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Referendums Ireland

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NEWS
November 27, 1992 | WILLIAM TUOHY, TIMES STAFF WRITER
Early returns from Ireland's national election suggested late Thursday that no political party would gain a majority to govern and that a referendum allowing legal abortion in special cases would be defeated. The tallies indicated that Prime Minister Albert Reynolds' Fianna Fail party, Ireland's largest, would lose several seats. The No. 2 party, Fine Gael, also was slipping, while the No. 3 Labor Party appeared to be sharply up, the early results showed.
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NEWS
November 25, 1995 | From Reuters
Ireland voted Friday in a knife-edge refer endum pitting church against state that could scrap a 70-year-old ban on divorce. There was a high turnout in sunny Dublin, which could tilt the balance toward scrapping the constitutional ban when final results are known today, pollsters said. Traditionally more liberal in outlook and voting patterns, Dublin is home to the majority of Ireland's 2.
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NEWS
November 25, 1995 | From Reuters
Ireland voted Friday in a knife-edge refer endum pitting church against state that could scrap a 70-year-old ban on divorce. There was a high turnout in sunny Dublin, which could tilt the balance toward scrapping the constitutional ban when final results are known today, pollsters said. Traditionally more liberal in outlook and voting patterns, Dublin is home to the majority of Ireland's 2.
MAGAZINE
January 3, 1993 | KATE O'CALLAGHAN, Born in southern Ireland, Kate O'Callaghan is a free-lance journalist now based in New York City.
I HAVE TO BE HOME BEFORE THEY MISS ME." THE YOUNG WOMAN WAS SO NERVOUS SHE could hardly get the words out. She lay, small and exhausted, in the corner bed, her brown eyes huge with anxiety, her hair starkly black against her pale face and the white bedspread. Along with five others, she was awaiting an abortion in a small ward of London's Marie Stopes Parkview Clinic. Three of the women came from Northern Ireland; she was from the Republic of Ireland.
MAGAZINE
January 3, 1993 | KATE O'CALLAGHAN, Born in southern Ireland, Kate O'Callaghan is a free-lance journalist now based in New York City.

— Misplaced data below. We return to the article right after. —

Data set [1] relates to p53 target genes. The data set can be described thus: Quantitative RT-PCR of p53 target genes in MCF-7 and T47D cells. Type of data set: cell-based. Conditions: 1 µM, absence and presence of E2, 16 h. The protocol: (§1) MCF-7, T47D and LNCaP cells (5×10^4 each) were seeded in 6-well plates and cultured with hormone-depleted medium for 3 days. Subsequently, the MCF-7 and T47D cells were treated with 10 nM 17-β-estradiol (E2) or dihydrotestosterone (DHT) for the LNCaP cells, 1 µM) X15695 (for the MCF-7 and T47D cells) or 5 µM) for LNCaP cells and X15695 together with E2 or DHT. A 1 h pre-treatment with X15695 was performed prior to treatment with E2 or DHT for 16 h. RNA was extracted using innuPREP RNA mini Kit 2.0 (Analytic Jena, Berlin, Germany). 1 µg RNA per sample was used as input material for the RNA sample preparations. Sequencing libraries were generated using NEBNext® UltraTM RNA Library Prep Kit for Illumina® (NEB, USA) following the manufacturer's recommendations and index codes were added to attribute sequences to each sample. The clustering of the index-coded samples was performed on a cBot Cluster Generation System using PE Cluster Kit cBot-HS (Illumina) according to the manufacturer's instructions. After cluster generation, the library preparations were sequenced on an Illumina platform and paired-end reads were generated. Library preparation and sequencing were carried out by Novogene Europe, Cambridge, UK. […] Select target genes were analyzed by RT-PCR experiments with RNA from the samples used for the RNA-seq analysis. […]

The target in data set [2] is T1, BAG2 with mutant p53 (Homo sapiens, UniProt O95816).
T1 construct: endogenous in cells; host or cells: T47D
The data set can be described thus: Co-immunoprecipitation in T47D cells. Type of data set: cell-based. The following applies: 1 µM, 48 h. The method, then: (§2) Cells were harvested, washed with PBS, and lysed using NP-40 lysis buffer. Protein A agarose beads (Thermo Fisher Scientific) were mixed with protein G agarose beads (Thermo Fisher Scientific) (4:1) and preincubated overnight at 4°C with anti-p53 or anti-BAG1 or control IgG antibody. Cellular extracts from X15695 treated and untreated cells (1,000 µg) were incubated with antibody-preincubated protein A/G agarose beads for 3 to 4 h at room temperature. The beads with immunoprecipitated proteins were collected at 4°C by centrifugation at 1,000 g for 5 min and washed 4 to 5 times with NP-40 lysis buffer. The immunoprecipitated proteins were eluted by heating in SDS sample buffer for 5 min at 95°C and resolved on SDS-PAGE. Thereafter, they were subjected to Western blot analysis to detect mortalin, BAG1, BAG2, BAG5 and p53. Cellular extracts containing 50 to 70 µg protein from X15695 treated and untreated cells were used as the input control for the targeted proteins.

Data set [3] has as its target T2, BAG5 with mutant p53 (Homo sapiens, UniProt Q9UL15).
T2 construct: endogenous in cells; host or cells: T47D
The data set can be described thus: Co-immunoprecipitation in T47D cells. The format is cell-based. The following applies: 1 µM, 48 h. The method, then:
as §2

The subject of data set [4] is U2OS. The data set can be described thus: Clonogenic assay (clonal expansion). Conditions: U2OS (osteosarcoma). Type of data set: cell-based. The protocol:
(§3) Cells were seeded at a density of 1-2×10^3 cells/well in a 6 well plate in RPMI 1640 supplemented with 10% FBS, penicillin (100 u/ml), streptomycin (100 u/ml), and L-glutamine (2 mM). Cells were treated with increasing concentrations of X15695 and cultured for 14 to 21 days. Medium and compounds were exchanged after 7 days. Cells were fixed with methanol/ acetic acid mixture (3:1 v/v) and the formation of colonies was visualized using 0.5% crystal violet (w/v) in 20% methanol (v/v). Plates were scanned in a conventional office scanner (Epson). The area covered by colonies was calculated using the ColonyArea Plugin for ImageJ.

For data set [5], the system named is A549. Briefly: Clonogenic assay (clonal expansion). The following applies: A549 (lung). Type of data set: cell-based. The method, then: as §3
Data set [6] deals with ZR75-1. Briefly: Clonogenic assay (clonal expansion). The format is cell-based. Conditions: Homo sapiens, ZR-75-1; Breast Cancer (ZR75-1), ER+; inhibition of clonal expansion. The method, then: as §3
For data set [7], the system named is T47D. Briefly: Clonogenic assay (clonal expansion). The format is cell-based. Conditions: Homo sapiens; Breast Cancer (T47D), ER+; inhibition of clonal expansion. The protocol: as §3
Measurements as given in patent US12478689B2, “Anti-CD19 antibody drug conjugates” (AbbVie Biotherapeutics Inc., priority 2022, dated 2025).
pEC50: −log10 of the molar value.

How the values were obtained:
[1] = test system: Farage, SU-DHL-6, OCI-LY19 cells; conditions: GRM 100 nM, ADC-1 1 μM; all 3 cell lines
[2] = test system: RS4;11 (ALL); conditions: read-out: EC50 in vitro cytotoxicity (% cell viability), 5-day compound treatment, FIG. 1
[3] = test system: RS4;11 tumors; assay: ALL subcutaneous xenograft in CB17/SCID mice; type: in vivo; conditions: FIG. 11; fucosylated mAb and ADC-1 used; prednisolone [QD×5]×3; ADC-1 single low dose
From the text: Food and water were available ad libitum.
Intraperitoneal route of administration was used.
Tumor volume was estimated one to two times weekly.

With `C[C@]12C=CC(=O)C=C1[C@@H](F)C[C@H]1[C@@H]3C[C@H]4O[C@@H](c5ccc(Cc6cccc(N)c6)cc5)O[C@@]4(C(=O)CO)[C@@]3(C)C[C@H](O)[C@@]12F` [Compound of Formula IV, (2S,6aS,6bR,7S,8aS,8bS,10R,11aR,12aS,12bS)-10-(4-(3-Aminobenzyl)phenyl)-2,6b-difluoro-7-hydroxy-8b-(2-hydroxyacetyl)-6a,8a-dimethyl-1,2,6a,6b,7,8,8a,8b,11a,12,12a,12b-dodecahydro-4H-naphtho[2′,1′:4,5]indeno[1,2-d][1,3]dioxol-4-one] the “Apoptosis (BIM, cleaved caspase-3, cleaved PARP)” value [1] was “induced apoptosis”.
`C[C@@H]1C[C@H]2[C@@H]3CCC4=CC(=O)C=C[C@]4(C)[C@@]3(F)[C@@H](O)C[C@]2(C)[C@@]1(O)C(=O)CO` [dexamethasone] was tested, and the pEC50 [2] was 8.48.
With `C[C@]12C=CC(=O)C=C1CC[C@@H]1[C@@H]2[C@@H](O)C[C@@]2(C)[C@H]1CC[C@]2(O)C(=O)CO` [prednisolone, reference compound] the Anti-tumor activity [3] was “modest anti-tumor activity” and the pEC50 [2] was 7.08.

I HAVE TO BE HOME BEFORE THEY MISS ME." THE YOUNG WOMAN WAS SO NERVOUS SHE could hardly get the words out. She lay, small and exhausted, in the corner bed, her brown eyes huge with anxiety, her hair starkly black against her pale face and the white bedspread. Along with five others, she was awaiting an abortion in a small ward of London's Marie Stopes Parkview Clinic. Three of the women came from Northern Ireland; she was from the Republic of Ireland.
NEWS
November 24, 1992 | WILLIAM TUOHY, TIMES STAFF WRITER
Ireland will vote Wednesday in a national election that nobody wanted--and which is expected to provide only inconclusive results. None of the Irish political parties is expected to garner a clear majority in the 166-seat Dail, or Parliament, so that a round of political horse-trading will be necessary for one of the two major parties to form a coalition government.
NEWS
November 27, 1992 | WILLIAM TUOHY, TIMES STAFF WRITER
Early returns from Ireland's national election suggested late Thursday that no political party would gain a majority to govern and that a referendum allowing legal abortion in special cases would be defeated. The tallies indicated that Prime Minister Albert Reynolds' Fianna Fail party, Ireland's largest, would lose several seats. The No. 2 party, Fine Gael, also was slipping, while the No. 3 Labor Party appeared to be sharply up, the early results showed.
NEWS
November 24, 1992 | WILLIAM TUOHY, TIMES STAFF WRITER
Ireland will vote Wednesday in a national election that nobody wanted--and which is expected to provide only inconclusive results. None of the Irish political parties is expected to garner a clear majority in the 166-seat Dail, or Parliament, so that a round of political horse-trading will be necessary for one of the two major parties to form a coalition government.
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